ALUMNI NEWS Alum’s nearly $10 million gift is among largest in CMU history Bequest will support numerous student-focused initiatives In 1995, CMU alum Robert M. Richmond knew he was going to remember the university in his estate plans, but he provided little detail. Late last year, Richmond, ’66, died after a three-year battle with pancreatic cancer. He left nearly $10 million of his estate to his alma mater to help support CMU students. Richmond’s gift — the largest cash donation from a single donor and
one of the largest contributions in CMU’s history — will create the President’s Fund for University Excellence endowment to support: • Undergraduate scholarships to be administered in conjunction with Multicultural Advancement and Lloyd M. Cofer Scholarships, which will help students persevere to graduation. • Staff and program initiatives to assist underserved populations through Multicultural Academic Student Services. • Creation of a “Finish Up Chips!” scholarship program to help students who are within 25 credits of graduation and at risk of dropping out for financial reasons.
Design to empower communities wins top international award Lexus honors Kenyan team co-founded by CMU alum BellTower from Kenya was the Grand Prix winner of the 2020 Lexus Design Award. The company’s entry, “Open Source Communities,” was selected for the prestigious award from among 2,042 submissions from 79 countries. BellTower was co-founded by John Brian Kamau, ’08, and his partners in 2014 with the vision of using open-source systems and technologies to solve real-life problems.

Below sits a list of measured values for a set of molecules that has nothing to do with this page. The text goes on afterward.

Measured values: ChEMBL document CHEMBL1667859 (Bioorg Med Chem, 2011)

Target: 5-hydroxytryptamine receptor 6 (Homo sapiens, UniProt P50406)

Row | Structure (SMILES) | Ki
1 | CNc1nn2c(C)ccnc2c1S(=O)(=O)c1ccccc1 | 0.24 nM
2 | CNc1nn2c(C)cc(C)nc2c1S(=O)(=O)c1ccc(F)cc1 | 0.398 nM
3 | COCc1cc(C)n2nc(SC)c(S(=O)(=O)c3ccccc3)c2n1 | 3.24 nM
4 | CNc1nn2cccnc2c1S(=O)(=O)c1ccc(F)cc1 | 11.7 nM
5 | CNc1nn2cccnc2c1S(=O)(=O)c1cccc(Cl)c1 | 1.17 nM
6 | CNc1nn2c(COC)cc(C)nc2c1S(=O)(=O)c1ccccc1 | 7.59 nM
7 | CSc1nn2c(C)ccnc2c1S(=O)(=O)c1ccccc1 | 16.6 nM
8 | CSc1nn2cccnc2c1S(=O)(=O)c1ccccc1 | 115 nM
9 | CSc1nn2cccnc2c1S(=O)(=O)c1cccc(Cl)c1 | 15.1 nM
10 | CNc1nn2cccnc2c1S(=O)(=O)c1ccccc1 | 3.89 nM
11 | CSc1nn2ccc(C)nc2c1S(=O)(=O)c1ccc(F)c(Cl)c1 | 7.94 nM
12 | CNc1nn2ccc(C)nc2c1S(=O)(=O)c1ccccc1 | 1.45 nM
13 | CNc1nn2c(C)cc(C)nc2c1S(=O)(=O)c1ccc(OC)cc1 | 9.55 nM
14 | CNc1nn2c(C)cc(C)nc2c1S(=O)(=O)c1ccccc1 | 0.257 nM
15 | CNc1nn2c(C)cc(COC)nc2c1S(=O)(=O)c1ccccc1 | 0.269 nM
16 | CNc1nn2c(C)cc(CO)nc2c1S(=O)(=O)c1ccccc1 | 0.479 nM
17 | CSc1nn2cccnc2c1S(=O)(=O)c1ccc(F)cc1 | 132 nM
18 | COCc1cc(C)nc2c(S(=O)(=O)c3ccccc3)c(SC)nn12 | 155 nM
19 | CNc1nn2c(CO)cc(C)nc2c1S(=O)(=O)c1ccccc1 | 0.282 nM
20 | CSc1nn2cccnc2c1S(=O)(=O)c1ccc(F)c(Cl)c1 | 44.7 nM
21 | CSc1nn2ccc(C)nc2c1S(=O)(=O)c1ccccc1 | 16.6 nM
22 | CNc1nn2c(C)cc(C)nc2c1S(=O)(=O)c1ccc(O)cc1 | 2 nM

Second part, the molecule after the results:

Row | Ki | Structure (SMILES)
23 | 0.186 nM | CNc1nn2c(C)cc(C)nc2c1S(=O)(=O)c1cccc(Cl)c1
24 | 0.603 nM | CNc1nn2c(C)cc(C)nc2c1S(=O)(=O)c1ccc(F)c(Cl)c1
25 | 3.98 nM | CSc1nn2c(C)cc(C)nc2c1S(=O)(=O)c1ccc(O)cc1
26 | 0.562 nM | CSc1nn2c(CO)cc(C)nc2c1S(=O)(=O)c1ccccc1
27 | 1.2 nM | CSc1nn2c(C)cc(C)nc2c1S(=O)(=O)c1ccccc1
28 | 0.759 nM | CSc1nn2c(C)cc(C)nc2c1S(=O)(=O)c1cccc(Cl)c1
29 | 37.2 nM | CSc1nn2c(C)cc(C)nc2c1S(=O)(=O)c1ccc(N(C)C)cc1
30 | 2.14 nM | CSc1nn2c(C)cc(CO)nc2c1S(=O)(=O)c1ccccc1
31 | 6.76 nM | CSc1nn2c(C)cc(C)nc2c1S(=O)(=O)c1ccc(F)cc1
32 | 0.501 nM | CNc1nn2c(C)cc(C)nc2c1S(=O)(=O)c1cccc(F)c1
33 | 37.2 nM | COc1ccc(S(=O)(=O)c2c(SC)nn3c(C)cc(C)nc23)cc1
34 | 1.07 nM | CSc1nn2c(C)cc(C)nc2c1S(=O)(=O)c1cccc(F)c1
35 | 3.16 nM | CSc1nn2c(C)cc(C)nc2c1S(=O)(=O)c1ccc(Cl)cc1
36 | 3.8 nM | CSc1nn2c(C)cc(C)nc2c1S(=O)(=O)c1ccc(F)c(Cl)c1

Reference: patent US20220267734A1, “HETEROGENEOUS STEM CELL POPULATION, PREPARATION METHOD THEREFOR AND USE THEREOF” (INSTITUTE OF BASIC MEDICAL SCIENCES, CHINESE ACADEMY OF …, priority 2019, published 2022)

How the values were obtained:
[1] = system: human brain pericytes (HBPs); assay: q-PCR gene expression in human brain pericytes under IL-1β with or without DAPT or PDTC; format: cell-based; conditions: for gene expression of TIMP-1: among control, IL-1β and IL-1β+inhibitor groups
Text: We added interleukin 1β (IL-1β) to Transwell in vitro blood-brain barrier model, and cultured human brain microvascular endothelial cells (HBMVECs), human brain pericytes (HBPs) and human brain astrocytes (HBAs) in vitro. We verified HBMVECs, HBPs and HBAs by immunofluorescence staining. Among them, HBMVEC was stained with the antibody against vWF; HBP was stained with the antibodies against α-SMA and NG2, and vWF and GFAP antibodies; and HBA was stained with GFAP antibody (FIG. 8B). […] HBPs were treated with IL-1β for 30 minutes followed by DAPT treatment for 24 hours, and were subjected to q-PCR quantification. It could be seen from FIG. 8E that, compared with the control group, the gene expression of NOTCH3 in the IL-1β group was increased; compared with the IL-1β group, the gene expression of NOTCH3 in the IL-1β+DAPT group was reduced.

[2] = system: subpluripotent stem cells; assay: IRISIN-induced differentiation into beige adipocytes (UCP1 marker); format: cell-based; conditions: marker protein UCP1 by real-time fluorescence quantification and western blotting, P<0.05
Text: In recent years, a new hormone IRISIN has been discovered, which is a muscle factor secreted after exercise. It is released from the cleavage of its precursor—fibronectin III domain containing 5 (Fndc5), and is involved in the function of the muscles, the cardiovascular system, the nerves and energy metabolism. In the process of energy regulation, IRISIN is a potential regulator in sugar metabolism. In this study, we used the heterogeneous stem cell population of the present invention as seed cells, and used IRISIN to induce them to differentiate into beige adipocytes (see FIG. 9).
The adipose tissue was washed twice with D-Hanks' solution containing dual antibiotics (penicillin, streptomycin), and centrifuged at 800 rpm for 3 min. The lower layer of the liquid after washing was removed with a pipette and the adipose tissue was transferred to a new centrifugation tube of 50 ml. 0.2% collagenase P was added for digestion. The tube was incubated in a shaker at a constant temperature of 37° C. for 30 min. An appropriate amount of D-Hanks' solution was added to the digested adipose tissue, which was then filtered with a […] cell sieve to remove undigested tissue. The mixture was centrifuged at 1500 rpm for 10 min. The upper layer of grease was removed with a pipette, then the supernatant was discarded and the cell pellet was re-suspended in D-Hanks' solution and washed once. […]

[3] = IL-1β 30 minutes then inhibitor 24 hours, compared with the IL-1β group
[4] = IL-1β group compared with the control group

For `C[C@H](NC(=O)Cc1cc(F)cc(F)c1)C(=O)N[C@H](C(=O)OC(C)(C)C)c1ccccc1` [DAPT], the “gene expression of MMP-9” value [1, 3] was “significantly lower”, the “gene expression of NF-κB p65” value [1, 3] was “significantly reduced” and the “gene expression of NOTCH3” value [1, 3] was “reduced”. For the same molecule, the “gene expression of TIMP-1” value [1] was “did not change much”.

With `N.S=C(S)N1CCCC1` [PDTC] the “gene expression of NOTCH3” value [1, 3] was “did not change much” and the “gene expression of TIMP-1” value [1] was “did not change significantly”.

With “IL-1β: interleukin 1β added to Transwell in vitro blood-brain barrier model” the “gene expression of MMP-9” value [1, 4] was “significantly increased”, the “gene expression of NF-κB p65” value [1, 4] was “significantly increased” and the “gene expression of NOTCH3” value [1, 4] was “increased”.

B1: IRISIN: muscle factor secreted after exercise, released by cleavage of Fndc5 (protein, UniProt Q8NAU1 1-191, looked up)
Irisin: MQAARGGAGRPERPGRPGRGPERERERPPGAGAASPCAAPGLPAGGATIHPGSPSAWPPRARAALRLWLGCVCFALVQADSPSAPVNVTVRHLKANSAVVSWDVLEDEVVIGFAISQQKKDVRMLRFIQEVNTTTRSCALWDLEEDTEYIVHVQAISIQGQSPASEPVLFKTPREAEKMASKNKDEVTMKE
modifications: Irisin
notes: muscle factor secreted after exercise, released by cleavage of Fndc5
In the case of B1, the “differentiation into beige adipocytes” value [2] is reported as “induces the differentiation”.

• Student service needs as they occur. • New lifelong learning programs, including certificates and badges. “Mr. Richmond is trusting CMU to make the world a better place through education and innovation,” said CMU President Bob Davies. After graduating from CMU with a degree in business administration, Richmond trained with IBM and helped businesses set up their computer systems. He met his late wife, Lois, in Belding, Michigan, and they created B&L Plastics and later B&L Development, specializing in the custom manufacturing of blow-molded plastic products. •
CMU Chippewas basketball star joins rival staff Hudson named director of player development for Western Michigan Standout point guard Presley Hudson, ’19, was the all-time leading scorer in both men’s and women’s basketball with 2,309 career points. She also helped lead the Chippewas to two appearances in the NCAA Tournament including the run to the Sweet 16 in 2018. Now, she’s stepping into rival territory.
Their winning design addresses challenges often found in developing countries by using smart open-source planning to design affordable communities with sustainable clean water resources.
Western Michigan University women’s basketball head coach Shane Clipfell announced the addition of Hudson to the Broncos’ staff as the director of player development and basketball operations.
“Today, with our world plagued by the enormous issues of climate change and social inequality, there is a design imperative for systemic design solutions,” said Jeanne Gang, program judge.
Hudson will monitor all academic progress of the studentathletes and help with travel plans for the team and coaches. She also will organize and manage team managers, collect film for scouting, assist with on-campus visits and arrange community service activities for the team and coaches.
“The Grand Prix winner expands our definition of design to include systems of finance for community projects and engages the critical role clean drinking water plays in citizens’ ability to thrive,” she said. • 34